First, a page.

Monday, February 6, 2017

February 6 Radio History

In 1911...Ronald Wilson Reagan was born. H who served as the 40th President of the United States from 1981 to 1989. Prior to his presidency, he served as the 33rd Governor of California from 1967 to 1975, following a career as an actor and union leader in Hollywood.

Raised in a poor family in small towns of Northern Illinois, Ronald Reagan graduated from Eureka College in 1932 and worked as a sports announcer on several regional radio stations. After moving to Hollywood in 1937.

In 1924…the first worship service heard over radio was aired by the British Broadcasting Corporation in England. The service originated from St. Martin-in-the-Fields Church in London.

In 1925…WMCA signed-on at 880 AM. In 1928 it moved to the 570 kHz frequency, sharing time for the next three years with municipally-owned WNYC.

In 1945, host Barry Gray began dropping music and adding talk with celebrities and later call-in listeners; he is thus sometimes considered "The Father of Talk Radio", and his show lasted on WMCA through several decades and format changes.

WMCA began playing rock music in the late 1950s with a Top 40 format. Among its disc jockey staff were future legends Scott Muni and Murray "the K" Kaufman.

In 1960, WMCA 570 AM began promoting itself by stressing its on-air personalities, who were collectively known as the Good Guys. 

Led by program director Ruth Meyer, the first woman to hold the position in New York City radio, this was the era of the high-profile Top 40 disc jockey with an exuberant personality aimed at a certain audience segment. With the advent of the Good Guys format, WMCA became more"on top" of new music and started to become known for "playing the hits."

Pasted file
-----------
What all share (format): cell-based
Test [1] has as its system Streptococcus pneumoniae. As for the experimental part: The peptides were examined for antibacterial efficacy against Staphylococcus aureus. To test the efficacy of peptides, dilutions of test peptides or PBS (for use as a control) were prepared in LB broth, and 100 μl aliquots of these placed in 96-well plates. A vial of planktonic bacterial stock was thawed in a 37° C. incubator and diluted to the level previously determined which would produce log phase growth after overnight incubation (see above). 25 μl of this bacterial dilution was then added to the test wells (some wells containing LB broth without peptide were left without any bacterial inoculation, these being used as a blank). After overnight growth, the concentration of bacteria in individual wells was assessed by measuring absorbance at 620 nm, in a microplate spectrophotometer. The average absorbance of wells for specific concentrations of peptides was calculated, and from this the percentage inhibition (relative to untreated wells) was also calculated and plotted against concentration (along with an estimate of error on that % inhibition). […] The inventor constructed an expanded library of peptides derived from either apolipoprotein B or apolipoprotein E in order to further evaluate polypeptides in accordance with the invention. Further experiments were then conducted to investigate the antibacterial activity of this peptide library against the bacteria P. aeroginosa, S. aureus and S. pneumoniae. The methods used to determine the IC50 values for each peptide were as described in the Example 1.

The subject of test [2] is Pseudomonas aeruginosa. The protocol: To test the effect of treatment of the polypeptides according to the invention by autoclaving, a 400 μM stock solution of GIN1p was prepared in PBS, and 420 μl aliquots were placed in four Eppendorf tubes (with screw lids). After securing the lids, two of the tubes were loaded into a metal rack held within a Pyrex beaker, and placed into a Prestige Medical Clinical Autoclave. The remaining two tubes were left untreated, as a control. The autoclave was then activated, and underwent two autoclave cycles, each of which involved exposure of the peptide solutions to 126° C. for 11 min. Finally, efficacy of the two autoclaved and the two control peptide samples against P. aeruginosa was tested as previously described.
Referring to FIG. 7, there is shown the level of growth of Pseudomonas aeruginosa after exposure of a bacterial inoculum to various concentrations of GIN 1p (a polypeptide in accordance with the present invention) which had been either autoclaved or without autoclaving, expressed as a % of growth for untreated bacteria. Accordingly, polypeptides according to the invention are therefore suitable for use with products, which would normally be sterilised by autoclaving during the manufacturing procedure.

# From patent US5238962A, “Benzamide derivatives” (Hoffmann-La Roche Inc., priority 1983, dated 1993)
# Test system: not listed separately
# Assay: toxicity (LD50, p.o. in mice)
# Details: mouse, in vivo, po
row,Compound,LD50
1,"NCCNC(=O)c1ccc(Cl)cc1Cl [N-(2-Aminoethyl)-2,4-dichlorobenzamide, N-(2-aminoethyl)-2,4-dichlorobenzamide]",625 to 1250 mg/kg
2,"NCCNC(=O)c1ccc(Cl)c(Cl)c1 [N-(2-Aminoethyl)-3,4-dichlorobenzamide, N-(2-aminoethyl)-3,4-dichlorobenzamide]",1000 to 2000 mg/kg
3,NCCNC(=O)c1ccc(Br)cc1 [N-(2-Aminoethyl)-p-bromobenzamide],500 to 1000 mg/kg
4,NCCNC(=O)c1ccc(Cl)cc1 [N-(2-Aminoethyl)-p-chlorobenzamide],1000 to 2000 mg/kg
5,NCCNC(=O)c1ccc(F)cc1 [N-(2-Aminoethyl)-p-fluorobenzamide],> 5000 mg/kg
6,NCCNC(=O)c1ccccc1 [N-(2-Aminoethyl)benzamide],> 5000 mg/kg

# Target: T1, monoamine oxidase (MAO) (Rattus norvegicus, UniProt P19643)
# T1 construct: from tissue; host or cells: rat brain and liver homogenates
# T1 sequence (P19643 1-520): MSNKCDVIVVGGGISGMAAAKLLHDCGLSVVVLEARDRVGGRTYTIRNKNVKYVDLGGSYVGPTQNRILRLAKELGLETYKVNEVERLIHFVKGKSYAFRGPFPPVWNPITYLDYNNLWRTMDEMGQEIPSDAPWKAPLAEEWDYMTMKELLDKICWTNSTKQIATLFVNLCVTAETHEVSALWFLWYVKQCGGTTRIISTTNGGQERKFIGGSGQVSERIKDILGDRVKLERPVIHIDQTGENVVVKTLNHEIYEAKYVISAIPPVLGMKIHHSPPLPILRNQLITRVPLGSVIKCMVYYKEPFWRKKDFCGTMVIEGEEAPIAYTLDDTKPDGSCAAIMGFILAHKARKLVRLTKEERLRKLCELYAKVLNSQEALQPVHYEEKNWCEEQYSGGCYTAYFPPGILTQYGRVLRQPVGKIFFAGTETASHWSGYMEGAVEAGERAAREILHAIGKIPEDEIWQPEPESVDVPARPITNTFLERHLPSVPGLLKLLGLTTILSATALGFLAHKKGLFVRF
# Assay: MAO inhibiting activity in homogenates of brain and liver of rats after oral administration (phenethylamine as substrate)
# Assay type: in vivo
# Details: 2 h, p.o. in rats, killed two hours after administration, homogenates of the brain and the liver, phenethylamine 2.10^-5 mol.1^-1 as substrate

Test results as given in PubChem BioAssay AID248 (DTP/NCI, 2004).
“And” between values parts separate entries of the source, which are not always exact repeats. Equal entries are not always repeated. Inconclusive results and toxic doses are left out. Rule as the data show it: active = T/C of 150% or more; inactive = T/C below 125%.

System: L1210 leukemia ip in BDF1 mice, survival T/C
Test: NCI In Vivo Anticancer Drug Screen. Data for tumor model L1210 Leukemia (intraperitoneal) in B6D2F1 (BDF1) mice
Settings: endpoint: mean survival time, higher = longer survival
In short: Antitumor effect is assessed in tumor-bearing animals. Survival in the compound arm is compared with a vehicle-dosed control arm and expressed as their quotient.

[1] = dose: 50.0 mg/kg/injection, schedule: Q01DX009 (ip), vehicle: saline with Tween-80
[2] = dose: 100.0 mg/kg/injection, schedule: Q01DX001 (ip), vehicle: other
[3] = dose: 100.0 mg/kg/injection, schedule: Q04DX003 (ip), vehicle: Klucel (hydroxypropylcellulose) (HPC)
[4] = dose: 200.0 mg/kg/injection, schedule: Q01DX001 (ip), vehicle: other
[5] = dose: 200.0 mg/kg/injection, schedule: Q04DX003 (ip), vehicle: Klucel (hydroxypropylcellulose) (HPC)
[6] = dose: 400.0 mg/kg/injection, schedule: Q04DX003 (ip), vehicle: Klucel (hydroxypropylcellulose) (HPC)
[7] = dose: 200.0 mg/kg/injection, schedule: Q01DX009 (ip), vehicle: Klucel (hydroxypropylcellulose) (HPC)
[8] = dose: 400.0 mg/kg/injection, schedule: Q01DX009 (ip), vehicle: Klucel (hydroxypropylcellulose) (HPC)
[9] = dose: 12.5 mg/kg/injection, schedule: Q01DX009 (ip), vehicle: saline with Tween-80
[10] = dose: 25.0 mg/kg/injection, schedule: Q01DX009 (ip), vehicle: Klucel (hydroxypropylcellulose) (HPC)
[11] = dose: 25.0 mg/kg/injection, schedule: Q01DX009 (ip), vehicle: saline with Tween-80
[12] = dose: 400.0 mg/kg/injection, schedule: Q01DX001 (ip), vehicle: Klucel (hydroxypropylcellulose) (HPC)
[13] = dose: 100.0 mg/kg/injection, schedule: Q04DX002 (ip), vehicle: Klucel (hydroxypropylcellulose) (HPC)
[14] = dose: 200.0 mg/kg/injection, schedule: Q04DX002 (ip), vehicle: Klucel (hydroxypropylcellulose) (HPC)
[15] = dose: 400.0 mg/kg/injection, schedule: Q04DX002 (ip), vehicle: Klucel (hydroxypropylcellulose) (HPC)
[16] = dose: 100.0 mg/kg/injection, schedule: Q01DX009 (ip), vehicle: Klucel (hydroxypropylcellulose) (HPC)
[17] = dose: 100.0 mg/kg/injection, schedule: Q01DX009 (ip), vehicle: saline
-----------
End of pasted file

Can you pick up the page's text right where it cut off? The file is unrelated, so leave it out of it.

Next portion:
In the early 1960s, the top 40 format was still young, and the field was crowded in New York City. Two major 50,000-watt stations, WMGM 1050 AM (now WEPN) and WINS 1010 AM, had battled each other for years. Then in 1960, WABC 770 am joined the fray and started featuring top 40 music. Ultimately, it was WMCA's earnest competition with rival WABC that forced WMGM (in early 1962) and then WINS (in spring 1965) to abandon the top-40 format. There was so much attention on the high-profile WMCA-WABC battle that WMGM and WINS were each summarily forced to find a new niche.

In 1926..Flashback 91-years and find out what was going on with radio...Click Here

Courtesy of  American Radio History

In 1929…RCA Victor formed. Radio Corporation of America (RCA) purchased the Victor Talking Machine Company, then the world's largest manufacturer of phonographs (including the famous "Victrola") and phonograph records (in British English, "gramophone records"). The company then became RCA-Victor. With Victor, RCA acquired New World rights to the famous Nipper trademark.

In September 1931, RCA Victor introduced the first 33⅓ rpm records sold to the public, calling them "Program Transcriptions". These used a shallower and more closely spaced implementation of the large "standard groove" found on contemporary 78 rpm records, rather than the "microgroove" used for post-World War II 33⅓ rpm "LP" (Long Play) records. In the depths of the Great Depression, the format was a commercial failure, partly because the new playback equipment they required was expensive. After two or three years the format was abandoned and two-speed turntables were no longer offered in consumer products, but some Program Transcriptions lingered in the company's record catalog throughout the decade.

In 1943…Frank Sinatra first appeared as a vocalist on the CBS radio show, "Your Hit Parade."

In 1950...“Dangerous Assignment” starring Brian Donlevy found a weekly timeslot on NBC Radio. The adventure show, set in many international venues, had tested well as a summer replacement six months earlier, and continued for about five years.

That same evening in 1950, also on NBC Radio, “Nightbeat” starring Frank Lovejoy as a newspaper reporter with an eye for human interest stories, began a two-and-a-half-year run.

Paul Harvey